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November/December 2013: Omer Avital

David Occhipinti: String Theory

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When you listen to David Occhipinti’s chamber ensemble, Camera, you’re in a landscape that’s unfamiliar but refreshing. The Toronto-based guitarist and composer folds together jazz and classical idioms to create music that’s both virtuosic and evocative. Occhipinti brings his touring ensemble to Eva Clare Hall at the
U of M for a noon-hour concert on November 6.

I’ve seen your new work with Camera described as “chamber jazz.” Can you describe it?

The music combines elements of chamber music and improvisation, but I don’t actually think of music as having borders or labels. I like the pictures of Earth that are taken from the moon, or from space, where we see a big planet with no borderlines of the countries. There actually are none—we’ve created them. I think of music as a whole thing, and we can take elements from different recordings, and scores, that have influenced us, to create our own musical world.

What instrumentation did you choose?

I wrote the guitar and string quartet pieces first. I found that string quartets can be a bit intimidating, considering all the great composers that have written quartets. When I chose the larger ensemble, I wanted to have a unique group of instruments that would help me feel a bit more liberated with my writing. I simply chose my favourite instruments, which happen to include: the marimba, viola, bassoon, clarinet, cello, violin and bass. I tour with a smaller ensemble: violin, bass, marimba, and bassoon/clarinet, and I play the guitar.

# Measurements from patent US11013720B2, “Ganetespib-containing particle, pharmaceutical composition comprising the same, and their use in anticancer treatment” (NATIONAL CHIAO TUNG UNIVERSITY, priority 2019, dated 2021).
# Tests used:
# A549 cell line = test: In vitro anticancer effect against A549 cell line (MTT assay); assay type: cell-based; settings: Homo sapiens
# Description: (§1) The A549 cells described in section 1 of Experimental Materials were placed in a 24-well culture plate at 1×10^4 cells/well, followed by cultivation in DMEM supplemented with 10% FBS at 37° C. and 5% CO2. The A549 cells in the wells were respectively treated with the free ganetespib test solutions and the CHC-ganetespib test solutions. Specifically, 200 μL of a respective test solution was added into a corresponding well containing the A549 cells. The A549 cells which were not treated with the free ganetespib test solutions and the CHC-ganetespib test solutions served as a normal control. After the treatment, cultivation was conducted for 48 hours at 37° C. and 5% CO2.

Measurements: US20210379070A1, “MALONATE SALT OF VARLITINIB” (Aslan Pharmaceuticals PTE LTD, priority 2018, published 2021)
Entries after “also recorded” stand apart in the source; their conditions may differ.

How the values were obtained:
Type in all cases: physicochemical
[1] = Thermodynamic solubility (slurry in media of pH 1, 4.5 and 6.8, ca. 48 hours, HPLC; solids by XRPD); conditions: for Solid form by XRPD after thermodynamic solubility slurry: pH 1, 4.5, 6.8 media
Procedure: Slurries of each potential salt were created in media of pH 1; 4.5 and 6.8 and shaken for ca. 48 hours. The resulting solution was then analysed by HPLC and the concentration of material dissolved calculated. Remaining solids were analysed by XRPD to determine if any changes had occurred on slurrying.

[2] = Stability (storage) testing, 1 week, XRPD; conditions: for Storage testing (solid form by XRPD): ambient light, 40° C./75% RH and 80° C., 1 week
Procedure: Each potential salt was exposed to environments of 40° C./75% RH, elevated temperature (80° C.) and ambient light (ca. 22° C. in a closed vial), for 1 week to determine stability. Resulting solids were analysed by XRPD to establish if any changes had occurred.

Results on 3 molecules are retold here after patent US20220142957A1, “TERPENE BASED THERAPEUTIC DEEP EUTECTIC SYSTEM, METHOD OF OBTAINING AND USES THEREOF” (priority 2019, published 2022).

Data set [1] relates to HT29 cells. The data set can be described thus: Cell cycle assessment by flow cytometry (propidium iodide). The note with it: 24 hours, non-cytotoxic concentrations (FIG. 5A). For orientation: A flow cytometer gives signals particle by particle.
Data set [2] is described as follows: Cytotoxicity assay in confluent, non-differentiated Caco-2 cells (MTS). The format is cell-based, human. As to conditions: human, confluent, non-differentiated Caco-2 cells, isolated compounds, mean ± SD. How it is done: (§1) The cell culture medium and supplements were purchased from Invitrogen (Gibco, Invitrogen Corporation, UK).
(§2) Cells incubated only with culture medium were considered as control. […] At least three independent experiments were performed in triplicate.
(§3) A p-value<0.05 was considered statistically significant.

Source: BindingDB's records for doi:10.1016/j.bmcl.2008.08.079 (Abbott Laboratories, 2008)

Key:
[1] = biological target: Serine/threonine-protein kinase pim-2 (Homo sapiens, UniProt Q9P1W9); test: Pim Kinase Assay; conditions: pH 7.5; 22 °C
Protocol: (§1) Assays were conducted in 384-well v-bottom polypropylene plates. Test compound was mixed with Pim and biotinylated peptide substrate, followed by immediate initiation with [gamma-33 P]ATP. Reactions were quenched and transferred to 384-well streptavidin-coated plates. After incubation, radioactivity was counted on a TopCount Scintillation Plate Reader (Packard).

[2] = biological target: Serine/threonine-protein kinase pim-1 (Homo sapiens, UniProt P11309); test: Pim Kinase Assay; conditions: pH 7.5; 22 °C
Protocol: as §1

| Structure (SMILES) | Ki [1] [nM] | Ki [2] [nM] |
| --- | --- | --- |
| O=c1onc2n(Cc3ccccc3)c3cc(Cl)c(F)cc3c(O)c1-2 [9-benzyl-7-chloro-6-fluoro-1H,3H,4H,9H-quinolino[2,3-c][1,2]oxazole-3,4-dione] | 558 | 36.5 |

What classical and jazz elements are you most interested in exploring?

I love the drama in classical music, meaning the speeding up, slowing down, fermatas, thematic development and story-telling that happens in the music, and also the instrumental possibilities and the attention to detail and dynamics. I’ve tried to incorporate some of those elements in my music from the beginning, but the instrumentation is making it a bit more apparent now. I love improvising and connecting with other musicians, and playing jazz has definitely taught me to do that. I love jazz that is interactive, where the musicians are listening and connecting.

What relationship do you see between composition and improvisation?

I think most composers that played an instrument were probably improvisers. We read about legendary improvisations by Bach and Beethoven and Mozart.

When I teach improvising, I often talk about Bach. The voice leading and single note lines are so clear and perfect. I like to think that today there are more classical musicians who improvise, and more jazz musicians writing chamber music, so hopefully the lines are getting blurred, and it’s all just coming out as music.

Your most recent recording is called Camera. What meanings that title holds for you?

Camera, in Italian, means ‘chamber,’ so I thought it would be an appropriate title for the CD, and name for the ensemble. This is my take on chamber music. It’s not classical, and not jazz, but when people listen to it, I’m hoping to take them on a journey into my musical world.


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